New Rules – Trust Registration Services

Earlier this year we warned you about the Trust Registration Service (TRS) and the obligations that were to be placed on many unsuspecting trustees. We now know what the rules are going to require us to do. It is not quite as bad as is might have been, but it is still going to put a huge responsibility onto many trustees and their professional advisers.

Time scales for Trust Registration

For existing trusts there is a requirement to register by 10th March 2022. For new trusts, subject to the exemptions mentioned below, the requirement is to register within 30 days of creation.

There are penalties for non-registration but for the present these are limited to fixed penalties of £100 and nudge letters. If this does not work more stringent penalties may be introduced.

What trusts have to be registered?

Broadly speaking the answer is that all “express private trusts” have to be registered. An express private trust is one that is created by a private individual and does not arise automatically. This means that many trusts such as Charitable trusts, pension trusts, trusts that arise when someone dies without a Will or co-ownership trusts which are the automatic trusts that arises when two people purchase property for their own use e.g. a house purchase by a couple do not have to register, which is a blessing!

Another very useful exemption is that existing trusts holding assets valued at less than £100 do not have to be registered unless and until further assets are added. This will exempt the thousands of Pilot trusts (many of which will never become active) that are sitting in the storage facilities of solicitors all over the country. This exemption allowed the writer to withdraw his impending resignation, it was a huge relief!

Trusts created in a will

In addition, Will Trusts (that is a Trust created in a Will) do not generally have to be registered within 2 years of death and if the trust is wound up in that period it will not need to be registered. A similar exception applies to trusts of life policies that pay up on death BUT (based on the writer’s understanding of the regulations) it does appear that an Investment type life policy that can be surrendered and which is written in trust, will require registration. It is however important to remember that with Will trusts and Life policy trusts registration will always be required if the trust continues more than two years after death.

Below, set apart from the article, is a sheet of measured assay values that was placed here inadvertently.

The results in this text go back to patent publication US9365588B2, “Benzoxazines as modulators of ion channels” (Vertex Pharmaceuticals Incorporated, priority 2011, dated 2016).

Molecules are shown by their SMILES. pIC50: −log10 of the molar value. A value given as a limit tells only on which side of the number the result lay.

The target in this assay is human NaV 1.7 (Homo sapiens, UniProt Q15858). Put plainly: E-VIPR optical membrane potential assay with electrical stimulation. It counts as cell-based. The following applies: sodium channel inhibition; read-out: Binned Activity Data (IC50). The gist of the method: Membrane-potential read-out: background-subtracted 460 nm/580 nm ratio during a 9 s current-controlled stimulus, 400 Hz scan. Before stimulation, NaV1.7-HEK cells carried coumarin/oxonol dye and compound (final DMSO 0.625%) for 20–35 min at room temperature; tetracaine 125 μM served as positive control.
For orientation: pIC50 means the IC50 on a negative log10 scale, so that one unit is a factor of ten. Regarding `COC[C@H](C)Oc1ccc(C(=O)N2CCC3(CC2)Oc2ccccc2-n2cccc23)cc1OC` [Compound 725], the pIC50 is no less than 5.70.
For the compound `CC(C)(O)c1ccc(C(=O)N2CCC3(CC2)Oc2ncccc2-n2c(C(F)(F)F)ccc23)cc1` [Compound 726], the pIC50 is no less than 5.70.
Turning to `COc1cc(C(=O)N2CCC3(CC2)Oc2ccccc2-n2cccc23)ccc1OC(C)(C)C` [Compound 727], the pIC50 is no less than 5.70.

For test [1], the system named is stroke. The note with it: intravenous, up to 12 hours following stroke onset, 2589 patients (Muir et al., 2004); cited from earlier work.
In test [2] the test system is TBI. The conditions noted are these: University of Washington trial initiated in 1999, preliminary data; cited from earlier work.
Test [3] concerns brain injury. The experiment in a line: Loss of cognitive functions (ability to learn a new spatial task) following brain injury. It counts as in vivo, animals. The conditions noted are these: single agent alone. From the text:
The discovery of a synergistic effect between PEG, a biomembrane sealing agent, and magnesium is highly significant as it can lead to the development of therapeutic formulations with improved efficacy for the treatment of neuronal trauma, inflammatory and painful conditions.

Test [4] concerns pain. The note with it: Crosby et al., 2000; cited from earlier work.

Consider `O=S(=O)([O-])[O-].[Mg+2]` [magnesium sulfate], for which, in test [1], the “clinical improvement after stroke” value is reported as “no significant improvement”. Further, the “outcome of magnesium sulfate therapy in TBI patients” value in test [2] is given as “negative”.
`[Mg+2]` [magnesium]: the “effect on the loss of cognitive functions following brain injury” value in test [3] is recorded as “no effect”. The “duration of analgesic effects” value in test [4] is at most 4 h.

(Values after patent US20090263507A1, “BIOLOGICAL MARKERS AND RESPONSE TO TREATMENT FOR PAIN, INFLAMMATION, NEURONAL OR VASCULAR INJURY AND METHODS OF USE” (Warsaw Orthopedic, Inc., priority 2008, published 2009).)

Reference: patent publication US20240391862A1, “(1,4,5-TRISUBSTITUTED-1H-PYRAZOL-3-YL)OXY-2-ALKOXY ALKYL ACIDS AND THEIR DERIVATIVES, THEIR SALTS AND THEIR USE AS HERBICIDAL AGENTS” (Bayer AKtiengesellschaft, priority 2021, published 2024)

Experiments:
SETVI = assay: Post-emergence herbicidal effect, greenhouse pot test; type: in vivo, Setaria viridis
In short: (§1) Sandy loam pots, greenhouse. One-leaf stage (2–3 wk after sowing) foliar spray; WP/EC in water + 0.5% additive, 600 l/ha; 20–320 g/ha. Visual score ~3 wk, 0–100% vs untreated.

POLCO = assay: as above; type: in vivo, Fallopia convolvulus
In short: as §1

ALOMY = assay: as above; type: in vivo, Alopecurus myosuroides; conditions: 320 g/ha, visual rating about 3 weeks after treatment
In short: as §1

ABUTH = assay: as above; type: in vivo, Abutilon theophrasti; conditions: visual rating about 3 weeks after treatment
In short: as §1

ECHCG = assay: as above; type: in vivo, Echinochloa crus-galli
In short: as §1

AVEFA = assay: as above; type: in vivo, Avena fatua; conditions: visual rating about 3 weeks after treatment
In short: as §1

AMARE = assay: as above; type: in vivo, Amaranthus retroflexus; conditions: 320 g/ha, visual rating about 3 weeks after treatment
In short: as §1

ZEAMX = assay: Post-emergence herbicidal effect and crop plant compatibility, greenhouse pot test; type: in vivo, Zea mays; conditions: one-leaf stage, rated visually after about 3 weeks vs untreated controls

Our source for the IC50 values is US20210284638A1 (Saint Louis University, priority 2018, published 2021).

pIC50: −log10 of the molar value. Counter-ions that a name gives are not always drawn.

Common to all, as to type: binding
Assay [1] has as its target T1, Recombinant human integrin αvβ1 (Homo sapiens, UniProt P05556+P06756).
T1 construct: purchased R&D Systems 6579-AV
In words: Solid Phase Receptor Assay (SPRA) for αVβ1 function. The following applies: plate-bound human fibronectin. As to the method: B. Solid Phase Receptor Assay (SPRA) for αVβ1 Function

What about Bare Trusts or a Property Trust?

Other common trusts that will have to be registered include Bare Trusts which are often used by grandparents to put relatively small sums aside for their grandchildren and property trusts created in Wills where the only asset is usually a half share in a matrimonial home that is occupied by the surviving spouse.

Need help setting up a new trust?

For anyone seeking to create a new trust, registration is an essential requirement and Herrington Carmichael are now including in any estimate we give for such trusts the cost of completing registration. Where there are existing trusts we are seeking to register those with which we deal on a regular basis. However anyone with a pre existing trust, particularly a non-active trust must give consideration to registration and we will be happy to advise as to whether or not registration is required. We are currently offering to carry out registrations for a charge of £250 plus VAT and disbursements (£300 including VAT)

If any of the above is of interest, please contact us at or call us +44 (0)1276 686 222.

This reflects the law at the date of publication and is written as a general guide. It does not contain definitive legal advice, which should be sought as appropriate in relation to a particular matter. 


Charlotte Drury-Woods
Partner, Head of Private Wealth & Inheritance
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This reflects the law and market position at the date of publication and is written as a general guide. It does not contain definitive legal advice, which should be sought in relation to a specific matter.

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